Under the stairs is the dream storage unit. The dream storage is often admired, and I feel quite proud of it – it is one of the only major things that we have had done to the house since we moved in (not that I installed it or anything, obviously). We thought the dream storage would solve all our storage issues; but we still don’t have anywhere to put anything.
And at the back of the house is the kitchen. When we first moved into this house, it felt like the dream kitchen. There was an island, and room for a table. I imagined clear worktops, space to bake, and a KitchenAid. And now, the island is an island of clutter. As well as the fruit bowl, scales and giant bell which we use to announce mealtimes because we got so fed up of no-one listening to us when we actually spoke; there are tins of biscuits, a panettone, treat tins, a jar containing conkers and pine cones, and, as of this week, two potatoes with googly eyes, and cocktail sticks sticking out of them. You 5 year olds have been making ‘Supertatoes’ at school…..I wasn’t anticipating you bringing them home.
In the corner of the kitchen is our kitchen table. This is where we eat most of our meals. Mealtimes at the kitchen table are generally full of squabbles about who is touching whose foot. On the wall by our kitchen table are a variety of vintage-y posters and postcards because we like that sort of thing. There is also a weekly to-do list which has never been filled in and which you boys are desperate for us to start using. You don’t understand why it is up when we never write anything on it……and you have a point. And there is a blue wooden plaque that says ‘Anyone can be a father. It takes someone special to be a dad.’ This is not our sort of thing at all – we are not into overly soppy statements. But eldest boy, you are a sweetheart and you chose it from your school ‘Secrets Room’ for Father’s Day…..so it is up. You think we love these, so much so that we have two more upstairs: another one for daddy, and one for me which thanks me for always being there to pick up the pieces.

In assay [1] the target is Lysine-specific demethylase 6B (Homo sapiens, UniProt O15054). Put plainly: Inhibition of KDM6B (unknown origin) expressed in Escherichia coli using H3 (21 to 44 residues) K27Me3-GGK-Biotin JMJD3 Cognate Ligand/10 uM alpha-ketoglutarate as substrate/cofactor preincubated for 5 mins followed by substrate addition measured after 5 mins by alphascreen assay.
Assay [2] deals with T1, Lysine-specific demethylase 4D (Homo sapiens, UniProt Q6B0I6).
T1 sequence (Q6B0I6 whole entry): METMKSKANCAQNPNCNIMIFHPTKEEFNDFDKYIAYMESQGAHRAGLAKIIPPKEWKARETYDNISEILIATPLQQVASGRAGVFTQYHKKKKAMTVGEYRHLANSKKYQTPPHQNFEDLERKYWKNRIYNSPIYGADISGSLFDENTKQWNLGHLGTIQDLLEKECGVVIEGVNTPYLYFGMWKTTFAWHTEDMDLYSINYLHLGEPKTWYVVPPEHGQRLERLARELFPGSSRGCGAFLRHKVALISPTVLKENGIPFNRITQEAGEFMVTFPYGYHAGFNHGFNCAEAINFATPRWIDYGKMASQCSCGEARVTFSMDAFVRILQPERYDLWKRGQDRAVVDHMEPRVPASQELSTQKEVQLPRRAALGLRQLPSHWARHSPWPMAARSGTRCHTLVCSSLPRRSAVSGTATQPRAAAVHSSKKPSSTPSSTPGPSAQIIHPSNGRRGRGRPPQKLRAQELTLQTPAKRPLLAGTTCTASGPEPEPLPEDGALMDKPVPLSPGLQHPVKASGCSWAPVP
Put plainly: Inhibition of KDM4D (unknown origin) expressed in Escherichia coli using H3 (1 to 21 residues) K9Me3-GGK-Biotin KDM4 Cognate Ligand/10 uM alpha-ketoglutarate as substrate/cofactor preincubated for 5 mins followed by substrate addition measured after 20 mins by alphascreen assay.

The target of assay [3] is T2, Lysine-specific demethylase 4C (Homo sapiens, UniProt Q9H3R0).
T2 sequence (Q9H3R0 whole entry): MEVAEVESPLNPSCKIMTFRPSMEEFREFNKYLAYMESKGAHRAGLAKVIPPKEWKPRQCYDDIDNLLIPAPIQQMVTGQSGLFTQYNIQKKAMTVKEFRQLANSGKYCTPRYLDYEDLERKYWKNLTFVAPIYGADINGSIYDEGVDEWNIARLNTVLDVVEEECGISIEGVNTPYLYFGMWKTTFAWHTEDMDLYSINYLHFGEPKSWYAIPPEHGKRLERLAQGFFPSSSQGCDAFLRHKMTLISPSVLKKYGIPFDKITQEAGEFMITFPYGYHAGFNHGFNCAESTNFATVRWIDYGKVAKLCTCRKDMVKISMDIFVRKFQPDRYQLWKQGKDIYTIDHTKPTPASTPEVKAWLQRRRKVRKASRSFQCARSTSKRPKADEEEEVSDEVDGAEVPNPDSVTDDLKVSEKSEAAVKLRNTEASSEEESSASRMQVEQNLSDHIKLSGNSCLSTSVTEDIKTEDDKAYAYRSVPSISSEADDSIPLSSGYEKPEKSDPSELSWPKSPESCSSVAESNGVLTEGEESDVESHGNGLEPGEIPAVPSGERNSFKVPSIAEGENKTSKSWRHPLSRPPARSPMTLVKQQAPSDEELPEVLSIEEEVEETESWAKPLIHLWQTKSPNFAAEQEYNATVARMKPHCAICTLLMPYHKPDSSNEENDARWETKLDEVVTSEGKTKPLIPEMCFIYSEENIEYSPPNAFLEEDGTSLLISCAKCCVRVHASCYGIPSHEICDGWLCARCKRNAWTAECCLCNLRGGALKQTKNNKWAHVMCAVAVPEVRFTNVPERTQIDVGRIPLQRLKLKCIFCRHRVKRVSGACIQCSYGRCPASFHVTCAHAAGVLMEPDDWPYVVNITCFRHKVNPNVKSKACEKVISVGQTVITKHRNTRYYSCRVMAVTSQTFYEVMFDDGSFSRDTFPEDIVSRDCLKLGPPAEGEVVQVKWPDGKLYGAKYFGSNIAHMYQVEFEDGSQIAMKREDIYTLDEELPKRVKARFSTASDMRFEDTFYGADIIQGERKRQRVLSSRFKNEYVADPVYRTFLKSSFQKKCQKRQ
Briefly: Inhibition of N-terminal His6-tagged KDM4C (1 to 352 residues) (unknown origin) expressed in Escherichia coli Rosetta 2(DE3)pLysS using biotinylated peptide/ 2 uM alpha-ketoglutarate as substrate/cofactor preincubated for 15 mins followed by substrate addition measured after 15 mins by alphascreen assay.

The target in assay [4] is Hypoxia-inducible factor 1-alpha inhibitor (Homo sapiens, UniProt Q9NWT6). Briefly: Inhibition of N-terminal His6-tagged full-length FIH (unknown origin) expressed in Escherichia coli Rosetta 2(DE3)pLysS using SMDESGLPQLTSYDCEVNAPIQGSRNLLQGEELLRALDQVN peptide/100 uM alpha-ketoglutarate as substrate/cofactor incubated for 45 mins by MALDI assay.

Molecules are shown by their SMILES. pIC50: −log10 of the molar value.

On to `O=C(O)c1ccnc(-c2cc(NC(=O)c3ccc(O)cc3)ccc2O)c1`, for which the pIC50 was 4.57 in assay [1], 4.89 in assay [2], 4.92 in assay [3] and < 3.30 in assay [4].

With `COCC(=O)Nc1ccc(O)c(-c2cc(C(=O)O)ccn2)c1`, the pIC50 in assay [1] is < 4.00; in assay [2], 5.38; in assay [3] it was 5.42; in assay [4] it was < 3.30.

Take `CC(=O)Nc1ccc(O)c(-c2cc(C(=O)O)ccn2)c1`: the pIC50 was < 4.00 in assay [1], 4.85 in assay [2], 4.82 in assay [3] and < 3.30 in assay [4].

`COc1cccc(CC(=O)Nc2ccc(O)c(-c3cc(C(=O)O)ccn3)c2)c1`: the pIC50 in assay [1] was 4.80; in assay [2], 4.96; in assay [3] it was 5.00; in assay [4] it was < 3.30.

Above our kitchen window is some bunting which we put up when our friend was over from America. That was almost two years ago. We haven’t quite got round to taking it down.
Our fridge is covered in photos of nieces, nephews and friends’ children – they go up on the fridge and never come down. Some of these children are practically adults now. There are also key words, drawings of robots, and a Pudsey bear which the eldest boy coloured in about three years ago. Stuck up on our cupboards are drawings and paintings you boys have done – every so often I look at them and realise they desperately need updating now that you are capable of something a bit more visually pleasing than a splodge of paint on a piece of paper.
But let’s leave the kitchen and go upstairs, past the gallery of photos which are also desperately in need of updating as well as always being knocked off the wall. One frame got broken and hasn’t yet been replaced, so for now we just have the photo hook to admire instead. At the top of the stairs is where you boys like to fling yourselves down dramatically, exhausted after the tiring walk up the stairs. The second boy up will always trip over the one who has flung himself down, and then the boy who has flung himself down will scream that he’s been TRODDEN ON! I am always asking you not to fling yourselves down at the top of the stairs, but you all do it anyway. And here we are, outside our only bathroom. Every so often, you ask why we don’t have a downstairs toilet – this is another dream, along with the larger hall and new kitchen. I just hadn’t anticipated how much of an effort stairs would seem to small children who needed a wee. I’m sorry about that.